Longtime denizens of the mid-Market neighborhood, the Luggage Store Gallery, were on hand, with samples from their STREETOPIA show along with pieces from previous exhibitions. The Black Rock Art Foundation, who are also based in the same neighborhood, returned this year with photography from Burning Man as well as sculptural and installation works.
Several of our friends from across the bay were represented as well. Mercury 20, an artist-run collective gallery in Oakland's Telegraph Avenue corridor featured works by several of its member artists, including this sculpture by Leah Markos.
Throughout the event, I was pleased to see works like this that would challenge more traditional collectors. Perley and Lima's hotel-room installation was perhaps the most conceptual and challenging for a collection, but there were other exhibitors that did not shy away from showing more conceptual pieces, such as Rose Eken's "Enter Night" at Unspeakable Projects and Willie Cole's assemblages of women's shoes presented by Beta Pictoris from Birmingham, Alabama.
My hope is that these more conceptual works can be part of the "art fair" function of the art fair, pieces seriously considered by collectors who can care for them and share them. Other galleries that did not directly feature art routed in the urban landscape nonetheless presented selections that reflected aspects of it. Toomey Tourell featured several artists including Brian Dettmer whose intricate pieces carved from books suggested complex building from another world or time. This was in sharp contrast to Elizabeth Sher's colored abstract rectangles, which suggested curving modern landscapes. At first glance, the colors dominate the pieces, but then on review and curving shapes come to the forefront.
So what is the purpose of attending an event like ArtPadSF? At its core, it is still an art fair, a business function that provides participating galleries with opportunities for exposure and sales. For visitors, it provides the experience of a large amount of art in a concentrated space. ArtPadSF was smaller than the other fairs, and its scale, inclusion of edgier artwork, poolside setting and urban theme made it a unique experience. However, this is not to say that there was not interesting and different art to see at the larger fairs as well. In the following section, we explore some of the sights of the San Francisco Fine Art Fair and ArtMRKT through images.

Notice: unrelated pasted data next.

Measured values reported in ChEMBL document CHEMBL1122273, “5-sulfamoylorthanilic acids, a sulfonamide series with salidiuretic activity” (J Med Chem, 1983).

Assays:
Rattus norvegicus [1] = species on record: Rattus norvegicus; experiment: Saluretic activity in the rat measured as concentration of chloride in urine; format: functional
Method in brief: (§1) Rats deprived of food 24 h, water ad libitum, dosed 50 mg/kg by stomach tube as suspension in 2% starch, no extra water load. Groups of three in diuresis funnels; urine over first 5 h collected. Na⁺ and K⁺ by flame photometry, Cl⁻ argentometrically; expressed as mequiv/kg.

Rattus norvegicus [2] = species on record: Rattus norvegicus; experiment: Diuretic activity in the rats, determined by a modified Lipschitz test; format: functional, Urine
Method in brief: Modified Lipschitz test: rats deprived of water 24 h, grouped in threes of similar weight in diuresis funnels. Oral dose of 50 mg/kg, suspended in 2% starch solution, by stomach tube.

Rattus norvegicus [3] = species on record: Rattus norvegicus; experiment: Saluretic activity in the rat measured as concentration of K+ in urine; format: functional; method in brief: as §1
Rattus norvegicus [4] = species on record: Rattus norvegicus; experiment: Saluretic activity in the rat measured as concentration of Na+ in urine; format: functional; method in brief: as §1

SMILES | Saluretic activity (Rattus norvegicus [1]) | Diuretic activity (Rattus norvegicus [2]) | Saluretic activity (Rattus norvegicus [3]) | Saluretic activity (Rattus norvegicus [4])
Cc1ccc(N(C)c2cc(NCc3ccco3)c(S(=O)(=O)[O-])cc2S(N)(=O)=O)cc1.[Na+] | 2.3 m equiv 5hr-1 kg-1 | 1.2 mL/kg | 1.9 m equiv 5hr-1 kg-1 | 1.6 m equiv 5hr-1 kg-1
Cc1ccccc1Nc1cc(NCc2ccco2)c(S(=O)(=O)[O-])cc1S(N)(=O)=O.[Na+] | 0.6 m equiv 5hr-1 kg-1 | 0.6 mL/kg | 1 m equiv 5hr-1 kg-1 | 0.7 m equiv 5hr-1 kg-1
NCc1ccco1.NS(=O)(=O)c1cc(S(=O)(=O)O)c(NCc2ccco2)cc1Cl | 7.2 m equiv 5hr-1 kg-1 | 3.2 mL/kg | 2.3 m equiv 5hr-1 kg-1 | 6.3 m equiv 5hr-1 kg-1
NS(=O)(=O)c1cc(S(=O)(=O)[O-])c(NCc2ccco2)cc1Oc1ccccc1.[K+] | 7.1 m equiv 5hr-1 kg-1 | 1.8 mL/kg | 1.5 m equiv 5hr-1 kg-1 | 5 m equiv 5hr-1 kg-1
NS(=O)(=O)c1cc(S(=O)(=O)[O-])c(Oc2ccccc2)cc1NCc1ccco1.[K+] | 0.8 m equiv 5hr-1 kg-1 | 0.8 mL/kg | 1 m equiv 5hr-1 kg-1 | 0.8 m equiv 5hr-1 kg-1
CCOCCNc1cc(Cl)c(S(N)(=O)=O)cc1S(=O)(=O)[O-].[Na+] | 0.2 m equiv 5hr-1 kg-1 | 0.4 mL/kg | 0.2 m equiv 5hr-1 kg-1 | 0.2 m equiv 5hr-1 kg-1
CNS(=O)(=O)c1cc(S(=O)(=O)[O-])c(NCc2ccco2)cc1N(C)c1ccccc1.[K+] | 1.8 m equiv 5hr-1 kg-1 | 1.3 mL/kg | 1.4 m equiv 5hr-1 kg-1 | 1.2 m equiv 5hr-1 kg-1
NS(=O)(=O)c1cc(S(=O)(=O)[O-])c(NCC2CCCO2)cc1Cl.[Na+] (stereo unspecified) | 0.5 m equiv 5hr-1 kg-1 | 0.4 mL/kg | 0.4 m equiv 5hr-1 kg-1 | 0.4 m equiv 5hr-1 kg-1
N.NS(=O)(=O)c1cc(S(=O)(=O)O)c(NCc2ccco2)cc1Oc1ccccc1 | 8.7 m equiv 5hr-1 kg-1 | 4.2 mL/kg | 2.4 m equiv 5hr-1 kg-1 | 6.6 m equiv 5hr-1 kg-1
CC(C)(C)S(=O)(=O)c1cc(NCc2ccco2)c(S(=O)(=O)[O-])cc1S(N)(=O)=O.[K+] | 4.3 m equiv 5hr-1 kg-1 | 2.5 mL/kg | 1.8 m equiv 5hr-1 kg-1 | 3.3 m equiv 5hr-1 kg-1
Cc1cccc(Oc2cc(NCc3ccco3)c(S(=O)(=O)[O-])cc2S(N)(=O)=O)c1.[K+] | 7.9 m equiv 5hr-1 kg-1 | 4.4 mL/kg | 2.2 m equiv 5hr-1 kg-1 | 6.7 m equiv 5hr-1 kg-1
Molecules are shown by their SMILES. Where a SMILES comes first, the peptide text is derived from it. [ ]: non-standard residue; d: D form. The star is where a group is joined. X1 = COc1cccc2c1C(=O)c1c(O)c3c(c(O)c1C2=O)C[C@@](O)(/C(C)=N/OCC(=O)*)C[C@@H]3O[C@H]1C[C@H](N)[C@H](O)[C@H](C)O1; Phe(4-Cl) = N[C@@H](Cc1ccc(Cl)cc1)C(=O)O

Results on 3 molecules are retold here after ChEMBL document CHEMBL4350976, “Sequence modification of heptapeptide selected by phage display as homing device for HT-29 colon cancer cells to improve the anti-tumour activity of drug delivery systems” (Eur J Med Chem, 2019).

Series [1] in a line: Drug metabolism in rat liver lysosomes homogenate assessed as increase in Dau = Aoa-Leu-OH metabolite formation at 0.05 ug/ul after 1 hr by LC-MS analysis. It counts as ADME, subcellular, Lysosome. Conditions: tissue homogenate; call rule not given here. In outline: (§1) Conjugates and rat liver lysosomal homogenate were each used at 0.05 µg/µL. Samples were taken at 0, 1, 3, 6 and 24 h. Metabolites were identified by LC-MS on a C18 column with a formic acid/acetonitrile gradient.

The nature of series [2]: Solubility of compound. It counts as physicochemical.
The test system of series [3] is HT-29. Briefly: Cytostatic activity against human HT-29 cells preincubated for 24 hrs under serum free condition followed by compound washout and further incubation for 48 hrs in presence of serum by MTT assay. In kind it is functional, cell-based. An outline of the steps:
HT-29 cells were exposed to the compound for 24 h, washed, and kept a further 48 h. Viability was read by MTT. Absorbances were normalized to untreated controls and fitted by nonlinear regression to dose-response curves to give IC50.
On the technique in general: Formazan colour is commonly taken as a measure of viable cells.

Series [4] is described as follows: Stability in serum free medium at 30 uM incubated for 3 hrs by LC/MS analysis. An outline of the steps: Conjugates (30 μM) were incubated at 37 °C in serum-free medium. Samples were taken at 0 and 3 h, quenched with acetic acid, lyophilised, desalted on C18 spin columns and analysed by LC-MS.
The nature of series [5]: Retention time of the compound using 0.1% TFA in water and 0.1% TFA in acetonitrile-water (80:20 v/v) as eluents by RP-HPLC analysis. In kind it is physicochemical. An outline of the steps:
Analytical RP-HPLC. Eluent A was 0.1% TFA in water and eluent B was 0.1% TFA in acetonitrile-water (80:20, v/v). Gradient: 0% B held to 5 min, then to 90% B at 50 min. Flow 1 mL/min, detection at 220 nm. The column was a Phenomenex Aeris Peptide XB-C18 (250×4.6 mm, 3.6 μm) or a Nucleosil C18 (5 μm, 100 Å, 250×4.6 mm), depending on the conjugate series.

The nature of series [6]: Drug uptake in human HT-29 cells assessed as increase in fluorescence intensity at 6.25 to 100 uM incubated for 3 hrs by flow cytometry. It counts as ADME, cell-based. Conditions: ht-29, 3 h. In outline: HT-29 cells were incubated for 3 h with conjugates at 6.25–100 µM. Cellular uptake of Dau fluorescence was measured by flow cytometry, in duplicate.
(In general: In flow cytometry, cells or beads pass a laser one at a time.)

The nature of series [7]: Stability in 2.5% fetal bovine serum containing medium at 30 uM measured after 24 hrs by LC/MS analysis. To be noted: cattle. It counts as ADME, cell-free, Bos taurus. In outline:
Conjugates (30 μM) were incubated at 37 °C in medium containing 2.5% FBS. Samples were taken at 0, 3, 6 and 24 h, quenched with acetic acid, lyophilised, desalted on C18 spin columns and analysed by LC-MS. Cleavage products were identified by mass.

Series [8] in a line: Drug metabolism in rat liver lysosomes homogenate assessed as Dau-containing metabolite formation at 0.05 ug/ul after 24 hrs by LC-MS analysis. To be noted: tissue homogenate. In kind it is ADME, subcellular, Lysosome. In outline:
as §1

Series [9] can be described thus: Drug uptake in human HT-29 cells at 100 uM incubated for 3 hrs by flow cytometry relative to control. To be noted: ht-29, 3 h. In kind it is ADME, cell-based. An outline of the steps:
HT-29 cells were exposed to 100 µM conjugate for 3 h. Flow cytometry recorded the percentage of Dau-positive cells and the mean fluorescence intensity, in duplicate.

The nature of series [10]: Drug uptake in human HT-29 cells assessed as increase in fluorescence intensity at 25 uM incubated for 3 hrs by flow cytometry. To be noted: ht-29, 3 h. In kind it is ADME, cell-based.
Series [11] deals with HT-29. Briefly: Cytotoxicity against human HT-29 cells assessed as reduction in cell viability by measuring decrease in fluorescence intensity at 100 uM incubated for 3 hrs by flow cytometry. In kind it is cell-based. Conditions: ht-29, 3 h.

[Photos courtesy of Maw Shein Win, David Lawrence, and Amar Chaudhary]
Fear Culture 2, (2011) Michele Pred, 66” x 90”, Airport confiscated items, glass, resin and plexi
Untitled (Sorry) - detail, (2007), Mark Fox, Ink, watercolor, acrylic, marker, gouache, graphite pencil, color pencil, ballpoint pen, crayon, on paper, linen tape, and metal pin, 64x77x 2 inches
Trophy (2007), Scott Hove, Acrylic and Mixed Media on Polyurethane Foam, 18"x15"x16"
Jeremiah Jenkins occupies ArtMRKT
Nightwatch, Yossi Govrin; Hemp, Cement, Antique Chandelier, 85" x 15" x 15". Timothy Yarger Fine Art, Beverly Hills, CA.
Mirror Collage #1, (2011) Chul Hyun Ahn, Plywood, florescent lights, frosted glass, mirrors, 25 1/2 x 31 1/2, x 5 1/2
Bryan Cunningham. Red Truck Gallery, New Orleans, LA.
Map of Astrophysics and Cosmology I Want to Hold and be Held by One (2011), Thomas Macker, Type-C Print, 24" x 30". gallery km, Santa Monica, CA.
Jason Kirk of Axiom Contemporary in front of work by Ricardo Pelaez
Wendi Norris, co-owner of Frey Norris Gallery in front of work by Jagannath Panda
SF Fine Arts Fair
Installation View, SF Fine Arts Fair
Installation View, SF Fine Arts Fair
Charlie Milgrim standing in front of her recent work, Twin Towers
Horsemen of the Apocalypse, Farnaz Shadravan, engraving on porcelain bathtubs
Amar writes regularly about art and music in the Bay Area and blogs at catsynth.com.
After sixteen years of publication, the granddaddy of online art magazines has decided to call it quits. Yesterday, Artnet magazine shut down with a message explaining that it had always been a money-loser and it was time to move on. Read Jerry Saltz's tribute here. We'll miss you Artnet.